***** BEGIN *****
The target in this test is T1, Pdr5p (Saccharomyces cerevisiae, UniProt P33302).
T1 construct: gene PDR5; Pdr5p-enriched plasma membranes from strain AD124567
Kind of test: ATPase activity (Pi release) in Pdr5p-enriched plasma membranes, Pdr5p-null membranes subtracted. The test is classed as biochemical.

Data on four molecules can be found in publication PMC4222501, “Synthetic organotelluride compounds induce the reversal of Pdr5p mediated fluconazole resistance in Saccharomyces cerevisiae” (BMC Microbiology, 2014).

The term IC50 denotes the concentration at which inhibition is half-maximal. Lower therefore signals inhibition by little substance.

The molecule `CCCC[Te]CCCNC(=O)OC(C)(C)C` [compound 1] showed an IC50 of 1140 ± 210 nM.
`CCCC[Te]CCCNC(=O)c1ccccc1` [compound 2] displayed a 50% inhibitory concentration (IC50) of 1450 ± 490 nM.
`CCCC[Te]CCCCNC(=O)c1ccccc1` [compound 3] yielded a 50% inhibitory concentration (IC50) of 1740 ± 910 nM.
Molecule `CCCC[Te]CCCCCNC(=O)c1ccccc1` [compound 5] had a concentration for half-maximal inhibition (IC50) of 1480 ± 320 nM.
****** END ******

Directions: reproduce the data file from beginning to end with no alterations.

The target in this test is T1, Pdr5p (Saccharomyces cerevisiae, UniProt P33302).
T1 construct: gene PDR5; Pdr5p-enriched plasma membranes from strain AD124567
Kind of test: ATPase activity (Pi release) in Pdr5p-enriched plasma membranes, Pdr5p-null membranes subtracted. The test is classed as biochemical.

Data on four molecules can be found in publication PMC4222501, “Synthetic organotelluride compounds induce the reversal of Pdr5p mediated fluconazole resistance in Saccharomyces cerevisiae” (BMC Microbiology, 2014).

The term IC50 denotes the concentration at which inhibition is half-maximal. Lower therefore signals inhibition by little substance.

The molecule `CCCC[Te]CCCNC(=O)OC(C)(C)C` [compound 1] showed an IC50 of 1140 ± 210 nM.
`CCCC[Te]CCCNC(=O)c1ccccc1` [compound 2] displayed a 50% inhibitory concentration (IC50) of 1450 ± 490 nM.
`CCCC[Te]CCCCNC(=O)c1ccccc1` [compound 3] yielded a 50% inhibitory concentration (IC50) of 1740 ± 910 nM.
Molecule `CCCC[Te]CCCCCNC(=O)c1ccccc1` [compound 5] had a concentration for half-maximal inhibition (IC50) of 1480 ± 320 nM.